Paragraph 4(a)(i) of the Policy does not distinguish between registered and unregistered trademark rights. It is well established by decisions under this Policy that a trademark registered with a national authority is evidence of trademark rights. Since Complainant provides evidence of its USPTO registration for the trademark KARDASHIAN the Panel is satisfied that it has trademark rights in that name (see State Farm Mut. Auto. Ins. Co. v. Periasami Malain, FA 705262 (Nat. Arb. Forum June 19, 2006) (“Complainant’s registrations with the United States Patent and Trademark Office of the trademark, STATE FARM, establishes its rights in the STATE FARM mark pursuant to Policy, paragraph 4(a)(i).”); see also Mothers Against Drunk Driving v. phix, FA 174052 (Nat. Arb. Forum Sept. 25, 2003) finding that the complainant’s registration of the MADD mark with the United States Patent and Trademark Office establishes the complainant’s rights in the mark for purposes of Policy paragraph 4(a)(i)).
For the purposes of assessing the similarity of the trademark and the domain name, the generic top-level domain gTLD, “.com” can be ignored. The domain name takes the whole of the trademark and simply adds the non-distinctive word, “beauty”. Panel finds that the domain name is confusingly similar to Complainant’s trademark and so finds that Complainant has satisfied the requirements of paragraph 4(a)(i) of the Policy (see Rollerblade, Inc. v. McCrady, D2000-0429 (WIPO June 25, 2000) finding that the top level of the domain name such as “.net” or “.com” does not affect the domain name for the purpose of determining whether it is identical or confusingly similar; Gillette Co. v. RFK Assocs., FA 492867 (Nat. Arb. Forum July 28, 2005) finding that addition of the term “batteries,” which described the complainant’s products, was insufficient to distinguish the respondent’s <duracellbatteries.com> from the complainant’s DURACELL mark).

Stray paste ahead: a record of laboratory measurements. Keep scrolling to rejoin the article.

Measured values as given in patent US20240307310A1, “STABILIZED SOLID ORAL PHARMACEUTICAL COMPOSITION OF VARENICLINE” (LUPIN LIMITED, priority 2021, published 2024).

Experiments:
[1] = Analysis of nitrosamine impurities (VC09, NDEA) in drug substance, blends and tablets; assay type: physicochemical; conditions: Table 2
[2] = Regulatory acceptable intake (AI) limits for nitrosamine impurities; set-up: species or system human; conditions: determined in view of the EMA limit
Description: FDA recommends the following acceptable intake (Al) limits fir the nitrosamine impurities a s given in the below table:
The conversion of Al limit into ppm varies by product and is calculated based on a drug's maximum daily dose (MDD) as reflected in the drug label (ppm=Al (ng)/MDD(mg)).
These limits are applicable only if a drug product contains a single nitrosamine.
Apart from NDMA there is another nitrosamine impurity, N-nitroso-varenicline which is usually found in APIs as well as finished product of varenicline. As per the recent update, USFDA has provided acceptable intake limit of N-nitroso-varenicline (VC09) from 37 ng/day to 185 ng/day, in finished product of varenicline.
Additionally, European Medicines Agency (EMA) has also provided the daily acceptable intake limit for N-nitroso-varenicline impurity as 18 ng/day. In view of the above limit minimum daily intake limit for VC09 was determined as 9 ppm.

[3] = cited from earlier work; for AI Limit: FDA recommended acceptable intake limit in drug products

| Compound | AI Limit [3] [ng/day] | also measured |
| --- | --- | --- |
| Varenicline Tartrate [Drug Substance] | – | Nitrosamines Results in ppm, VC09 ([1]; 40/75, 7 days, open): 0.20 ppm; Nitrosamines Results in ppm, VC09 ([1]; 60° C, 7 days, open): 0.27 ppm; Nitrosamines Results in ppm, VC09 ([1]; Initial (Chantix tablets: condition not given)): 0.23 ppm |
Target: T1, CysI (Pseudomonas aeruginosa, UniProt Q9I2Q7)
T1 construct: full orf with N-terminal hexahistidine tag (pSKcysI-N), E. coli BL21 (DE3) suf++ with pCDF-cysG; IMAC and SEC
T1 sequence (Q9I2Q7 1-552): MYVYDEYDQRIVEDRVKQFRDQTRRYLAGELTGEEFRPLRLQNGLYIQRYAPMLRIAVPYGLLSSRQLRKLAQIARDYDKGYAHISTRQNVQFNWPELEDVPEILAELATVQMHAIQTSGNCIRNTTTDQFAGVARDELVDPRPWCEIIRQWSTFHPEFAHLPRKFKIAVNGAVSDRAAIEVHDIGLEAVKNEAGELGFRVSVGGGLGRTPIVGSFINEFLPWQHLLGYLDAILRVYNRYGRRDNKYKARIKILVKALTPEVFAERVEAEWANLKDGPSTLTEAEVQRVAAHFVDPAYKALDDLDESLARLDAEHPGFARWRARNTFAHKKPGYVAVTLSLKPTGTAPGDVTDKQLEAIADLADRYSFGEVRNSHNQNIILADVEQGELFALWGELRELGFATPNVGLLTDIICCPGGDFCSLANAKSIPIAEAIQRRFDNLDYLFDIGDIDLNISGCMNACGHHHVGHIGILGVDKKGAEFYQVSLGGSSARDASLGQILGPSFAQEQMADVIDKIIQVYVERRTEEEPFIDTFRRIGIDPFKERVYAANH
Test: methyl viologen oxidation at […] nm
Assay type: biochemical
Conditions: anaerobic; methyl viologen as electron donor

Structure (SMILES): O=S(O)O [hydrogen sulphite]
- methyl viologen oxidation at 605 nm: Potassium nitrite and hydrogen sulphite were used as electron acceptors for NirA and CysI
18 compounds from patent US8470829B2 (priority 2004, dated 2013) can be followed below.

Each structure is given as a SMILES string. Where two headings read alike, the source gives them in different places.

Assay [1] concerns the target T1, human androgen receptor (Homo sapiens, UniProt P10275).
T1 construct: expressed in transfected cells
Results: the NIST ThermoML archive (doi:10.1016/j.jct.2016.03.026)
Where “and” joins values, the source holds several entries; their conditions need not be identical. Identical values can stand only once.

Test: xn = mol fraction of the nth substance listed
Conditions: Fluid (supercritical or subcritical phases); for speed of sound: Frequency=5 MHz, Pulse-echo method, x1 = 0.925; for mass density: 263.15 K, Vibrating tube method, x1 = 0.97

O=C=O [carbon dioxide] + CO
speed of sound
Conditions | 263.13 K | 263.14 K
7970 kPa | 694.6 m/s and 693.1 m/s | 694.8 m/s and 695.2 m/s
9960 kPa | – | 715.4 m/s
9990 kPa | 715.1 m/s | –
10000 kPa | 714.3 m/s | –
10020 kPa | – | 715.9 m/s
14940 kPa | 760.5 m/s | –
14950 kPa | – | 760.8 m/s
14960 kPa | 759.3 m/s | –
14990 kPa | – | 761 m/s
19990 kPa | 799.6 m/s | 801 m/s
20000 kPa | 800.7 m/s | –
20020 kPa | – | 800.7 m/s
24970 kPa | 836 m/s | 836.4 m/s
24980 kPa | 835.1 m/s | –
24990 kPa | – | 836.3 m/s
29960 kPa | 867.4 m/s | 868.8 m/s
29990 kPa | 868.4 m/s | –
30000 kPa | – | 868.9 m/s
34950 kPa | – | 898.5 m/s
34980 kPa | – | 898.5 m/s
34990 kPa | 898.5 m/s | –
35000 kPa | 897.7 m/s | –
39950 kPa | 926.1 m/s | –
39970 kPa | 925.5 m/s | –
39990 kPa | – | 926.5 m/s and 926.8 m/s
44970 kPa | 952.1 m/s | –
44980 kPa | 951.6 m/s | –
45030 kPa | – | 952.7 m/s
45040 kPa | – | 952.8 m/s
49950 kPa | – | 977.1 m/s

Paragraph 4(c) of the Policy states that any of the following circumstances, in particular but without limitation, if found by the Panel to be proved based on its evaluation of all evidence presented, shall demonstrate rights or legitimate interests to a domain name for purposes of paragraph 4(a)(ii) of the Policy:
(i) before any notice to you of the dispute, your use of, or demonstrable preparations to use, the domain name or a name corresponding to the domain name in connection with a bona fide offering of goods or services; or
(iii) you are making a legitimate noncommercial or fair use of the domain name, without intent for commercial gain to misleadingly divert consumers or to tarnish the trade mark or service mark at issue.
Complainant need only make out a prima facie case that Respondent has no rights or legitimate interests in the disputed domain name, after which the onus shifts to Respondent to rebut that case by demonstrating those rights or interests (see Do The Hustle, LLC v. Tropic Web, D2000‑0624 (WIPO Aug. 21, 2000).
The WHOIS data provides no information as to the identity of the domain name Registrant and the Respondent has failed to provide any evidence to indicate that it might be known by the domain name.
There is no evidence that Respondent has any trademark rights. There is no evidence that Complainant has authorized Respondent to use the trademark and Complainant denies any such authorization. Panel observes that the creation date of the domain name is earlier than the registration date of Complainant’s above-referenced USPTO registration, but notes that the relevant date for the determination of establishment of trademark rights is the filing date of that USPTO registration, February 26, 2013, predating the creation date of the domain name (see, for example, Thompson v. Zimmer, FA 190625 (Nat. Arb. Forum Oct. 27, 2003).